Raiders have some tinkering to do

Run defense, pass rush are areas of concern as Oakland begins second half of the season against improved Chargers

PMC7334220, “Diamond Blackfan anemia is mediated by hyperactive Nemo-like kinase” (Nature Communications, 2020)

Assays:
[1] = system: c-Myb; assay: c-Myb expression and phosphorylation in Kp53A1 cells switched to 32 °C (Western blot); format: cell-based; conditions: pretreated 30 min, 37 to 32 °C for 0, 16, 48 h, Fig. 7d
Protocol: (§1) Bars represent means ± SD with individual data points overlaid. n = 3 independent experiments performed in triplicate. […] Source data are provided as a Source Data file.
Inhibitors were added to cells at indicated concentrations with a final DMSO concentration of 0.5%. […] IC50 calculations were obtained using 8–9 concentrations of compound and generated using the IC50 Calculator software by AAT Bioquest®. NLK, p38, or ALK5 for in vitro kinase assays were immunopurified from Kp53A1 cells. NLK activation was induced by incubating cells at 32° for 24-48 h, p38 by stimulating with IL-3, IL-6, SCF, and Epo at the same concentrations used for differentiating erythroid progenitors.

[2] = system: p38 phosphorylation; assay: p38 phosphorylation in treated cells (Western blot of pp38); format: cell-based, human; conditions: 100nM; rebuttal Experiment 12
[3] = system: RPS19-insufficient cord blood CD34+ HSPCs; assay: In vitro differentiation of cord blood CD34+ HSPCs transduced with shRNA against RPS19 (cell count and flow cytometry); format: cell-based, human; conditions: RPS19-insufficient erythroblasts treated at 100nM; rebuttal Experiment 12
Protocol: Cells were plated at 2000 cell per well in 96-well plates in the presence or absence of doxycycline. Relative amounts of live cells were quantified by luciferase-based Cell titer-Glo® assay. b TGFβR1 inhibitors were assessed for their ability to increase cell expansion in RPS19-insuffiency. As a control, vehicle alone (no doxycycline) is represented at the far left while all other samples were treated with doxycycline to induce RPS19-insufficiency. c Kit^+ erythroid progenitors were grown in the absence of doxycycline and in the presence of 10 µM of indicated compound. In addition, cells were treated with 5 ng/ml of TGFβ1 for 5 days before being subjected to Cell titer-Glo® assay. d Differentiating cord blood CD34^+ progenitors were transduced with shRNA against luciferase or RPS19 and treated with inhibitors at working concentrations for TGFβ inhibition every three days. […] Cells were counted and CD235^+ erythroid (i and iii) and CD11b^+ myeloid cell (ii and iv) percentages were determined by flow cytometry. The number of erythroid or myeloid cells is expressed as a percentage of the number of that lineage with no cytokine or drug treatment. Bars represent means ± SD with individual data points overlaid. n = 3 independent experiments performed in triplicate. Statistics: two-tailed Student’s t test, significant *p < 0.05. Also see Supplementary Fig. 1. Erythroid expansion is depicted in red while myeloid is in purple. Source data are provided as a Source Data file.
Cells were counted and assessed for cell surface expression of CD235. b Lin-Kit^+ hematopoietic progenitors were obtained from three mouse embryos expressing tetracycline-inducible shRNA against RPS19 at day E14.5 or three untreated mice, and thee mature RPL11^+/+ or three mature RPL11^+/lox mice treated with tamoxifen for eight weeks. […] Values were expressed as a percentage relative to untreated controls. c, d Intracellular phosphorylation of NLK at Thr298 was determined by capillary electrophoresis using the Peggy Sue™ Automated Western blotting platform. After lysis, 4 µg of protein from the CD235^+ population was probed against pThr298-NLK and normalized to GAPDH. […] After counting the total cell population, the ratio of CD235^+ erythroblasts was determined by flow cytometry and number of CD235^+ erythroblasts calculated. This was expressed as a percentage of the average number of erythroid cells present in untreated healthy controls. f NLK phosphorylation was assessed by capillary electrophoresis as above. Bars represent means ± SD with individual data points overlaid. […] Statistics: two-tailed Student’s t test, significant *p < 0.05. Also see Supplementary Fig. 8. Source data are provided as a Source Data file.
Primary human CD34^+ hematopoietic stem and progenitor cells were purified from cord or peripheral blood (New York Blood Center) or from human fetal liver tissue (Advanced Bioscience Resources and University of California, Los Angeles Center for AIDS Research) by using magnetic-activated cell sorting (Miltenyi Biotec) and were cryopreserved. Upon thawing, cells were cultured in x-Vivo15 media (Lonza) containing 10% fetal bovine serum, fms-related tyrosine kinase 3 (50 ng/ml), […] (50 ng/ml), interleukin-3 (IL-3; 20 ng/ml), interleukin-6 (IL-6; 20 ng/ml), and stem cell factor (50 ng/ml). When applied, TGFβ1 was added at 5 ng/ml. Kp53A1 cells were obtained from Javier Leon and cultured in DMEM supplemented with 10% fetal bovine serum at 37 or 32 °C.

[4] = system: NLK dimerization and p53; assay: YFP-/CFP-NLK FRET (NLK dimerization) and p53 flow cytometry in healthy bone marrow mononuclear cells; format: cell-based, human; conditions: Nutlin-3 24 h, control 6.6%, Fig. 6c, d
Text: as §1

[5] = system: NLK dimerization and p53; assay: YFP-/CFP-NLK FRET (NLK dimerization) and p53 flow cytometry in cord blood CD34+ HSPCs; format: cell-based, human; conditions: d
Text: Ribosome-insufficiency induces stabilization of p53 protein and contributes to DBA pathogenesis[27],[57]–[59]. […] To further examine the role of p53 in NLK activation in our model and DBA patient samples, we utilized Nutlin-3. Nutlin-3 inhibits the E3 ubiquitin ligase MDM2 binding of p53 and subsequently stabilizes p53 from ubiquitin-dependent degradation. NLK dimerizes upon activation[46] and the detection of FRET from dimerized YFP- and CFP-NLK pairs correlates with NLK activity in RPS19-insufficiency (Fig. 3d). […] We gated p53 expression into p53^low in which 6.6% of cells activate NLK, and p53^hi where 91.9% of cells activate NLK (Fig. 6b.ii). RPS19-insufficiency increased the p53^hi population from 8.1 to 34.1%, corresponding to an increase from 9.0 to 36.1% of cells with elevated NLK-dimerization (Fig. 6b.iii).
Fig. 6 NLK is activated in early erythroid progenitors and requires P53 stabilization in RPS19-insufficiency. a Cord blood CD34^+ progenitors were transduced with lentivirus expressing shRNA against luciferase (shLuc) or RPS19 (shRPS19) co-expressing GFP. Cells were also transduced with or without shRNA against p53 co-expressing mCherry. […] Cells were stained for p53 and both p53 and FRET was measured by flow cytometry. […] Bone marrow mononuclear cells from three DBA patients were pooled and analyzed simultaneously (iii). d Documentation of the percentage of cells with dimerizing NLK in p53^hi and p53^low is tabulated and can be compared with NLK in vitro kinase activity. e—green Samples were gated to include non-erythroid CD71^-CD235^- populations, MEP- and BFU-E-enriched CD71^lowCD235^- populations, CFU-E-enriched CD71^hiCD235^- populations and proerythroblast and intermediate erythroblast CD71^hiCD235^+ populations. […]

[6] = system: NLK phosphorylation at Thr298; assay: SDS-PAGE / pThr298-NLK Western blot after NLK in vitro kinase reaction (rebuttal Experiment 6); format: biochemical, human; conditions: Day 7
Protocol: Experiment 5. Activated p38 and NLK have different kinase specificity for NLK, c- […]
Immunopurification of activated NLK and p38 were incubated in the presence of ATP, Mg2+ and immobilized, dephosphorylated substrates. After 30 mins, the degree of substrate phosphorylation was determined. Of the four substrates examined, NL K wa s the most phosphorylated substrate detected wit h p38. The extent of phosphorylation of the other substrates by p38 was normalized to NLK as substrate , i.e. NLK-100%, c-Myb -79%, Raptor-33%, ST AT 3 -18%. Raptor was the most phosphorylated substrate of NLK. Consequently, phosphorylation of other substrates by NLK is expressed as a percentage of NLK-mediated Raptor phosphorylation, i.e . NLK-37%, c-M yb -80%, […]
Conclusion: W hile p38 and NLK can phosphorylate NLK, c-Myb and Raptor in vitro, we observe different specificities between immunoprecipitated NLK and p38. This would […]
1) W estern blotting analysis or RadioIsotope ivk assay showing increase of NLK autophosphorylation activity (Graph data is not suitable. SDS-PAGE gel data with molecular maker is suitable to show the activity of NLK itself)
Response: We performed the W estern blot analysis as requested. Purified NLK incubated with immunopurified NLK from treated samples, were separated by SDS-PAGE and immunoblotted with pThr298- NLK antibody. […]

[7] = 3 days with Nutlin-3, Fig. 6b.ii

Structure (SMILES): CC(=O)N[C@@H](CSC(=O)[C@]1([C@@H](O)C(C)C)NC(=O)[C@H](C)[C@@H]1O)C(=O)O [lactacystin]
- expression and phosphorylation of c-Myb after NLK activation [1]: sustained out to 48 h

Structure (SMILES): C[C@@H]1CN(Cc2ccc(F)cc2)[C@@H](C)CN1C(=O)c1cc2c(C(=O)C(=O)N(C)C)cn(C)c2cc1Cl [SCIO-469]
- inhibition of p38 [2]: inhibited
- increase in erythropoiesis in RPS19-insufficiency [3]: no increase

The Raiders host the San Diego Chargers this weekend with two objectives clearly in mind: Proving their run defense wasn't nearly as awful as it looked while being ripped apart by Seattle's Shaun Alexander, and trying to find something that resembles anything close to a pass rush. Having failed to capitalize on an opportunity to distance themselves from the rest of the AFC West in losing 34-27 to the Seahawks last Sunday, the Raiders return to Oakland trying to avoid losing back-to-back games for the first time in two years. The Raiders loss to Seattle was an eye-opener for teams around the league. Oakland was being touted by many as the NFL's top team before the Seahawks' Shaun Alexander burst the Raiders bubble by rushing for 266 yards, the fourth-highest single-game total in league history. It was the second straight game in which an opponent found big gaps in Oakland's run defense. A week earlier the Broncos rushed for only 119 yards but averaged 5.2 yards a carry, the highest average the Raiders had allowed prior to facing Alexander in Seattle. In fact, over the last two weeks the Raiders are allowing teams an average of 6.74 yards a carry after giving up just 3.75 in the six games prior. It's a troubling trend that could lead to even more problems down the road if Oakland doesn't get things turned around.If there's one thing that remains true in the NFL year-in and year-out, it's that word travels quickly. Once a team has a weakness exposed, it doesn't take long for the league's other teams to know about it. It hasn't helped that the Raiders' pass rush has been essentially non-existent this season. Oakland has just 20 sacks this season which ranks them in the middle of the pack, but 10 of them came in two games. The loss of defensive end Trace Armstrong was obviously a big blow to the defensive line, yet it's not the only reason the team is struggling to get to the quarterback. The Raiders have gotten just four sacks from starting defensive ends Tony Bryant (three) and Regan Upshaw (one). Defensive tackle Grady Jackson, who was voted to Pro Football Weekly's mid-season All-Pro team, is the only member of Oakland's defensive line playing with any consistency and he's got a shoulder injury that isn't getting any better. ''Am I going to panic over this?'' questioned head coach Jon Gruden. ''No, I'm not going to panic. But I am very concerned. My eyes are wide open.'' This is not a doomsday cry, nor is the sky in danger of falling any time soon. The Raiders are still one of the AFC's upper-tier teams and can still run away with the AFC West title with very little problem. With five of their final eight games at Networks Associates Coliseum, where they have won nine straight regular-season games and where they have outcored teams 104-63 this year, the odds remain in Oakland's favor for a strong finish. But if they want to do more than just finish strong, if they have hopes of getting further than they did a year ago when they lost to the Baltimore Ravens in the AFC Championship game, then the Raiders must answer questions about their defense. They get their first chance against San Diego.

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